And then there was dynamic vegetation. Gallatt has strong feelings about vegetation in games, pointing his finger at games like God of War, which are stunning to look at until you notice that gruff old Kratos doesn’t interact with the plants he thumps through. “It always bothered me because when you get to such a level of quality you want to be able to go in there and feel that the main character is there in this environment,” Gallatt says. Alternatively, in games like Horizon: Zero Dawn, Aloy does interact with vegetation, but only through a shader effect based on collision detection. “It’s this sphere or capsule collision detection and it pushes away things around the colliders like a bubble moving through grass. I hate that. I don’t like that. It just doesn’t look nice.”

Determined to make Tilo, Ghost Of A Tale’s mouse player character, look like he’s truly situated in the world, he and Paulhiac created their own physics-driven system which gives vegetation bones and joints so they’d react to Tilo’s body. But since the world is filled with vegetation, they had to ensure it wouldn’t kill the game’s performance, so they made it show distant ferns and other plants as static meshes which are deformed with simple vertex animation so they appear to sway in the wind. Then, as Tilo nears them, they’re swapped for physicalised ones. At any time, there will be 20 to 50 dynamic pieces of vegetation, all close by. “It’s just the philosophy of whatever is around Tilo needs to be very high quality and everything that’s further way, you don’t care.”

He’s pretty proud of what they were able to come up with, especially as so few big-budget games feature this kind of attention to detail. “It took a little bit of iteration but it actually works, so there’s really no excuse for AAA studios not to have dynamic vegetation. It should work. It does work!”

For the world itself, Gallatt used development-typical ways of blocking a new environment out with untextured polygons to get a feel for how it worked. He wanted the world to feel real, with spaces that felt like the sets he’d work with when he was creating CG movies. “In the jail [at the start of the game] the length of the walls and their angles are not clean, they’re not perfect, and it’s so it feels underground and organic and weird.” He visited castles and ruins, getting a feel for the roughness of their stone, their shape and scale. Ghost Of A Tale deals with scale in an interesting way, dodging that typical gamey thing where rooms are too big, so you don’t continually crash into furniture, with the fact that Tilo is a mouse in a world of larger rats. Everything really is too big for him.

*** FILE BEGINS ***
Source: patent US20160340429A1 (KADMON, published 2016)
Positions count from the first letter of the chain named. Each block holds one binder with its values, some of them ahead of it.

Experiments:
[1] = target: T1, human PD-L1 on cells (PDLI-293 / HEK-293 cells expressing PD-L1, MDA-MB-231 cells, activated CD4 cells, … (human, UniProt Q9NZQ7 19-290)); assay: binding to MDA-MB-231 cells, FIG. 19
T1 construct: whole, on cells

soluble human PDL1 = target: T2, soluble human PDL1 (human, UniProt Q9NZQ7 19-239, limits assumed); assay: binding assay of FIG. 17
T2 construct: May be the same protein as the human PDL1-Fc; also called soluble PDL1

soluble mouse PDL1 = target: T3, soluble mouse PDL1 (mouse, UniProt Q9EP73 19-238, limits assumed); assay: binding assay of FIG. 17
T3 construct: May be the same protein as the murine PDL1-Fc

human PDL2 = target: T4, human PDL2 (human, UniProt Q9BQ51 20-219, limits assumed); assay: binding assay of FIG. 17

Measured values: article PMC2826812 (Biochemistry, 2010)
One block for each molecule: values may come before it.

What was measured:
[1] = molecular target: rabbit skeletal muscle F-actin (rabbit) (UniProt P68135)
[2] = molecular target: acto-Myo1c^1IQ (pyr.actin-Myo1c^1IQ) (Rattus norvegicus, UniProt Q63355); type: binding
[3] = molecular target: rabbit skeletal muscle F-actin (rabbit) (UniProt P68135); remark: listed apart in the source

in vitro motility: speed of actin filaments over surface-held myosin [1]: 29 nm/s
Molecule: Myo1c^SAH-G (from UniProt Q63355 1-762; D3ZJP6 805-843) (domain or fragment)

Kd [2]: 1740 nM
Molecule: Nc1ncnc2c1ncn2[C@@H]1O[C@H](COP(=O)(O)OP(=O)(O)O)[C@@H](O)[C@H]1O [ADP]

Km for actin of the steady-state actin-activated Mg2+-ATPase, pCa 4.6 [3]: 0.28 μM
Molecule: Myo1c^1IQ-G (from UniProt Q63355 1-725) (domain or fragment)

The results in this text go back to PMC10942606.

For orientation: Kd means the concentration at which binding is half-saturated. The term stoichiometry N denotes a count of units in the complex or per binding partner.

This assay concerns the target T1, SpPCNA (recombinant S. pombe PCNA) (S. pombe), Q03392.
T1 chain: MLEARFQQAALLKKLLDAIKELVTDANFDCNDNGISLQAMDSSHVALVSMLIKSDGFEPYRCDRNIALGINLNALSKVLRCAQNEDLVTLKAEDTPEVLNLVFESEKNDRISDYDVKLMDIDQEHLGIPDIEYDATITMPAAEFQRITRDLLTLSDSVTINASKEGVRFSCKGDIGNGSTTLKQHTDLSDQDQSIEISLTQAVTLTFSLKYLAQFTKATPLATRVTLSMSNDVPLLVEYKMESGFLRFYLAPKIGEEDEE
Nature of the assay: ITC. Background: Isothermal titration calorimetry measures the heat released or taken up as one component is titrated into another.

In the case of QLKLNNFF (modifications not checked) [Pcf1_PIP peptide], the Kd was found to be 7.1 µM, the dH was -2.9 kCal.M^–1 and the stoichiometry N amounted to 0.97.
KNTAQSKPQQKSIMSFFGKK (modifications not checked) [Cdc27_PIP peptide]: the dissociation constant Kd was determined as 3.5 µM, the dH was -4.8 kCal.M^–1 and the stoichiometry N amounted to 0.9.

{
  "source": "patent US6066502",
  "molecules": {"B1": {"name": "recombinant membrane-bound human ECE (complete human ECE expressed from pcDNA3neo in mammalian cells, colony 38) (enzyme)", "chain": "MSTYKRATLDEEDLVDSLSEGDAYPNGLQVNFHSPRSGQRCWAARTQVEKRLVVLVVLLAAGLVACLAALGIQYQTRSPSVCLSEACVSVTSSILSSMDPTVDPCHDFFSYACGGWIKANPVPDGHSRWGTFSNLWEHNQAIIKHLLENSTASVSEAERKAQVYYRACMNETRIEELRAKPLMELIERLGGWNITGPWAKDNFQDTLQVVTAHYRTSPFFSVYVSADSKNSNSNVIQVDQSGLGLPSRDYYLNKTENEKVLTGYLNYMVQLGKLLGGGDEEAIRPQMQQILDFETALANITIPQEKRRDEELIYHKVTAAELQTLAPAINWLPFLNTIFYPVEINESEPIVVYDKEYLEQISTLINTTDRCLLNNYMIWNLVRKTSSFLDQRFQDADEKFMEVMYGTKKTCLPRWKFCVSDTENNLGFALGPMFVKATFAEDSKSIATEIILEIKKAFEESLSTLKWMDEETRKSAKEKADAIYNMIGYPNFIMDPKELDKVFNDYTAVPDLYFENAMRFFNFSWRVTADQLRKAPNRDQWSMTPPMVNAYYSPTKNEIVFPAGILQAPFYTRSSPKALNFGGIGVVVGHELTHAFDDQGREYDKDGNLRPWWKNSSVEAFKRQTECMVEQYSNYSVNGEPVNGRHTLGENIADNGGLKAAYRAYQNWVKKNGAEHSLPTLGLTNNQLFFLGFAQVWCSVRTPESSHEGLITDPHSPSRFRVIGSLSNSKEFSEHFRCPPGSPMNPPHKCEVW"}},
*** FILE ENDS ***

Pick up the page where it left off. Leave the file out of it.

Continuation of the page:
The texturing stage was sometimes simple: “Almost as easy as slapping a texture on a wall,” Gallatt says. “Since I was using tessellation, I could sometimes use it on a simple flat piece of geometry and the richness of the hues of the texture and the tessellation gave enough information that I didn’t need to do too many things, because then it almost becomes unreadable and that’s another problem.”

But at the same time, he regrets his inexperience at the start of the project, because he was pulling across the way Dreamworks would design a set for CG out of unique objects. He learned that games are better made of modular pieces that are endlessly reconfigured, with walls and roofs that are reused, a philosophy that improves game performance as well makes it more efficient to produce. “But the fact that I didn’t have modular stuff helped to have a very organic-feeling layout,” he concedes.

And at every stage he’d drop into the game, walking around the half-made environment and looking at everything. “I stop every time I see something wrong, fix it, then go back into the game. I do that for everything and for me that’s the only way to come up with something that holds up pretty well in most situations.”

And so one of the very first things Gallatt did for Ghost Of A Tale was to create Tilo himself. That’s probably something you’d expect an animator to do for their first game, an easy way in. But it was really so he could run and walk around the levels, to make that fundament of the game enjoyable because Tilo – and the camera – are the window through which players experience the world he was going to be creating. ”The irony is that I spent very little time animating things in the game,” he says. “I didn’t want to get precious about it, or to get dragged into everything needing to be perfect. So yeah, it’s ironic but I did what I think is sometimes the bare minimum. Sometimes a bit nicer than that.”

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Alex Wiltshire